It’s more than just a construct for businesses to report to the government. It’s an aspect of economic calculation itself.
Let’s take a stylistic example. Joe and Mary Smith own the Main Street Diner, a mom and pop restaurant, in Grove City, Pennsylvania. For 2014, their net income was $80,000. During the year, Joe worked for 1,000 hours as a cook and Mary worked 1,250 hours as a waitress. They pay their cooks $12 an hour and their waitress $8 an hour. Considering the sources of their net income (i.e., what productive contribution did they make to the operation of their restaurant), $22,000 of their net income of $80,000 came from the value of their labor. They earned implicit or imputed wages since they could have earned $22,000 if they were hired elsewhere as a cook and waitress. Mary and Joe also invested $1 million of their own saving into the restaurant. The annual rate of interest on similar loans is 5 percent. Thus, $50,000 of their net income of $80,000 is implicit or imputed interest since they could have lent their $1 million to someone else and earned $50,000. Assuming that they make no other productive contribution, the residual $8,000 of their net income of $80,000 is profit for their entrepreneurship.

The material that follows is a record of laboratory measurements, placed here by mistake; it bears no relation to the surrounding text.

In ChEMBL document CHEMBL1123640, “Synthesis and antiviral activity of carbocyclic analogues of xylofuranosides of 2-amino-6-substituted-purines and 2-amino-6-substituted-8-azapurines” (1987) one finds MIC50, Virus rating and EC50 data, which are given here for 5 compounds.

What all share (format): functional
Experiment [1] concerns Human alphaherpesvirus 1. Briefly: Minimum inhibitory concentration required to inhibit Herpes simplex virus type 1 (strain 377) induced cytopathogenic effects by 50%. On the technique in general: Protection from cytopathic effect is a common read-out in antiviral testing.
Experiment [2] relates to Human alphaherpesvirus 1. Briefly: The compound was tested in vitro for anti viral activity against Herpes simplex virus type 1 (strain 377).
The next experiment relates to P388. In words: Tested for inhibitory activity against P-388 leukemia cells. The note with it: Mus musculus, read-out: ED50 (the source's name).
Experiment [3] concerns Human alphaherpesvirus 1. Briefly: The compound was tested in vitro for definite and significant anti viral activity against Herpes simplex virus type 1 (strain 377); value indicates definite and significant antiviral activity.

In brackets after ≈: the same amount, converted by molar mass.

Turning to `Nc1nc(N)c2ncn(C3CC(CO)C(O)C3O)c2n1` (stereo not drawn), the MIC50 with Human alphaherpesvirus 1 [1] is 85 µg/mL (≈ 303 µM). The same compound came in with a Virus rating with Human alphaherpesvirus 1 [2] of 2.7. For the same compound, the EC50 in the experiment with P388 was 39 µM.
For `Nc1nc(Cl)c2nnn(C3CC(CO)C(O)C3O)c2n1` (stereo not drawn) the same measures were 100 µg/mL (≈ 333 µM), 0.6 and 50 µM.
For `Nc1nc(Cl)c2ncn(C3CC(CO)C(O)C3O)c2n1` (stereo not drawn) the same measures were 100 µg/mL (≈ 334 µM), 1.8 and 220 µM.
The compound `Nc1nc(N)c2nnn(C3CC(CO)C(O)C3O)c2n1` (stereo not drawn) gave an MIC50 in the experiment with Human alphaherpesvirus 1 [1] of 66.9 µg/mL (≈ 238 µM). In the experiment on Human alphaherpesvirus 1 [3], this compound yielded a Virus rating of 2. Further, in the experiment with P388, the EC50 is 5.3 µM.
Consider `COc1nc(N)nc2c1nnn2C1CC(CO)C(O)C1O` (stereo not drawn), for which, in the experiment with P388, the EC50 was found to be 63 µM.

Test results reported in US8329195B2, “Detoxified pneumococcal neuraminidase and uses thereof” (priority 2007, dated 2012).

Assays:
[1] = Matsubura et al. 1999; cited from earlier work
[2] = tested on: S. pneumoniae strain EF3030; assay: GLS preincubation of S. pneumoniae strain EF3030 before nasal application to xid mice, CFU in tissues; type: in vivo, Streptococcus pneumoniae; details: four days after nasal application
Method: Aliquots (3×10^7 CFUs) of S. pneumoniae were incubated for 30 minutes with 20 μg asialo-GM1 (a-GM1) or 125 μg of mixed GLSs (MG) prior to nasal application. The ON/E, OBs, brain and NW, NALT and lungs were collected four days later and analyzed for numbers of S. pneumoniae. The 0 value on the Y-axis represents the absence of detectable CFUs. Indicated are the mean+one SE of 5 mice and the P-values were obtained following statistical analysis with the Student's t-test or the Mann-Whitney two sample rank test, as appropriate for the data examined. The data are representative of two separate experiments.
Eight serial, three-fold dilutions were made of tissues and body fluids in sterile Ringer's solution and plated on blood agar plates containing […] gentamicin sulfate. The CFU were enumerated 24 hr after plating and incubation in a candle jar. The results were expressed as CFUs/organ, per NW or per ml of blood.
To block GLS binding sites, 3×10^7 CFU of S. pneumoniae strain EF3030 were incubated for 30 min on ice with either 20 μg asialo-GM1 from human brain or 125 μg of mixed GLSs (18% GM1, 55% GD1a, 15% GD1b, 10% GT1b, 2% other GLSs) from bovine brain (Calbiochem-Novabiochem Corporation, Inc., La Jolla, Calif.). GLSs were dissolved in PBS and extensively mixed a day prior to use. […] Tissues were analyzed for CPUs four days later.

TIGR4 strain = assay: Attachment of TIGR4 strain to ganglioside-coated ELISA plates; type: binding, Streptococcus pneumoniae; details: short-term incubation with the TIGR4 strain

In making production decisions, it’s valuable for Joe and Mary to be able to calculate the sources of their income. If an economist wanted to compile everyone’s income, he would use these economic categories of sources of income: Wages for labor; Rent for land; Interest for capital; and Profit for entrepreneurship. Accurately compiling everyone’s income by source would require the economist to take account of implicit or imputed income earned in the four sources of income.